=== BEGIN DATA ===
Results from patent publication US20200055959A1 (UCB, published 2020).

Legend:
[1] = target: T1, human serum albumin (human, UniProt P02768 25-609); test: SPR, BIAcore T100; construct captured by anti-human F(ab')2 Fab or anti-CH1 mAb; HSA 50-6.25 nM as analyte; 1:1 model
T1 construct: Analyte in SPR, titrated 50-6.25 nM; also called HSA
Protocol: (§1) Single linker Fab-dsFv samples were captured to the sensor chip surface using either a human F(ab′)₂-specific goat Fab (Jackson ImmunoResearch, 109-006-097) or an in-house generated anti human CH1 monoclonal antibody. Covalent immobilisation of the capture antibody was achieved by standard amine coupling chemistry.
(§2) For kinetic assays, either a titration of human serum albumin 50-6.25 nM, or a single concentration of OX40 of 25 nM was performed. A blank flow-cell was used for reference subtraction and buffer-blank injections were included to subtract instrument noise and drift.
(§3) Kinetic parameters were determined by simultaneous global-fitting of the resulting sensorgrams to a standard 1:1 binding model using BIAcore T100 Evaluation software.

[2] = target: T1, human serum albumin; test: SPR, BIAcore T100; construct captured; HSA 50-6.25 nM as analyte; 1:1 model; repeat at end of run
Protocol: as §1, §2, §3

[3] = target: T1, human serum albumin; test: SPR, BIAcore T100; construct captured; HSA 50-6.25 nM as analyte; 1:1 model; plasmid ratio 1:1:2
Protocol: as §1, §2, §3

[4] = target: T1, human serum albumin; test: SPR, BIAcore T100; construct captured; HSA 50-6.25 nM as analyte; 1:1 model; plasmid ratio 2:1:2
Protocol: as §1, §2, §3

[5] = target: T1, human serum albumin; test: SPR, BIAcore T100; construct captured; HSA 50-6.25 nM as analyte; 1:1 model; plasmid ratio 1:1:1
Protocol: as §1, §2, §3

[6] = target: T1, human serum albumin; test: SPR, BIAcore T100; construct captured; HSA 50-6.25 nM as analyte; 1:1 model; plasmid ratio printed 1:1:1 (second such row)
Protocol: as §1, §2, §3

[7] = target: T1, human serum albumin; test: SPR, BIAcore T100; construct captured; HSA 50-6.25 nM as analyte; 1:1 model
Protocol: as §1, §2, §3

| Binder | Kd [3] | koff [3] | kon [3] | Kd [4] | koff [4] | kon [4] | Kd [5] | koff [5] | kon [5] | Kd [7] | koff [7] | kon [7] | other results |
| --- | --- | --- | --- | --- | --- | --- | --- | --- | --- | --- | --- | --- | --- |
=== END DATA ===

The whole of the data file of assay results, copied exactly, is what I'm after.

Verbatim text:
Results from patent publication US20200055959A1 (UCB, published 2020).

Legend:
[1] = target: T1, human serum albumin (human, UniProt P02768 25-609); test: SPR, BIAcore T100; construct captured by anti-human F(ab')2 Fab or anti-CH1 mAb; HSA 50-6.25 nM as analyte; 1:1 model
T1 construct: Analyte in SPR, titrated 50-6.25 nM; also called HSA
Protocol: (§1) Single linker Fab-dsFv samples were captured to the sensor chip surface using either a human F(ab′)₂-specific goat Fab (Jackson ImmunoResearch, 109-006-097) or an in-house generated anti human CH1 monoclonal antibody. Covalent immobilisation of the capture antibody was achieved by standard amine coupling chemistry.
(§2) For kinetic assays, either a titration of human serum albumin 50-6.25 nM, or a single concentration of OX40 of 25 nM was performed. A blank flow-cell was used for reference subtraction and buffer-blank injections were included to subtract instrument noise and drift.
(§3) Kinetic parameters were determined by simultaneous global-fitting of the resulting sensorgrams to a standard 1:1 binding model using BIAcore T100 Evaluation software.

[2] = target: T1, human serum albumin; test: SPR, BIAcore T100; construct captured; HSA 50-6.25 nM as analyte; 1:1 model; repeat at end of run
Protocol: as §1, §2, §3

[3] = target: T1, human serum albumin; test: SPR, BIAcore T100; construct captured; HSA 50-6.25 nM as analyte; 1:1 model; plasmid ratio 1:1:2
Protocol: as §1, §2, §3

[4] = target: T1, human serum albumin; test: SPR, BIAcore T100; construct captured; HSA 50-6.25 nM as analyte; 1:1 model; plasmid ratio 2:1:2
Protocol: as §1, §2, §3

[5] = target: T1, human serum albumin; test: SPR, BIAcore T100; construct captured; HSA 50-6.25 nM as analyte; 1:1 model; plasmid ratio 1:1:1
Protocol: as §1, §2, §3

[6] = target: T1, human serum albumin; test: SPR, BIAcore T100; construct captured; HSA 50-6.25 nM as analyte; 1:1 model; plasmid ratio printed 1:1:1 (second such row)
Protocol: as §1, §2, §3

[7] = target: T1, human serum albumin; test: SPR, BIAcore T100; construct captured; HSA 50-6.25 nM as analyte; 1:1 model
Protocol: as §1, §2, §3

| Binder | Kd [3] | koff [3] | kon [3] | Kd [4] | koff [4] | kon [4] | Kd [5] | koff [5] | kon [5] | Kd [7] | koff [7] | kon [7] | other results |
| --- | --- | --- | --- | --- | --- | --- | --- | --- | --- | --- | --- | --- | --- |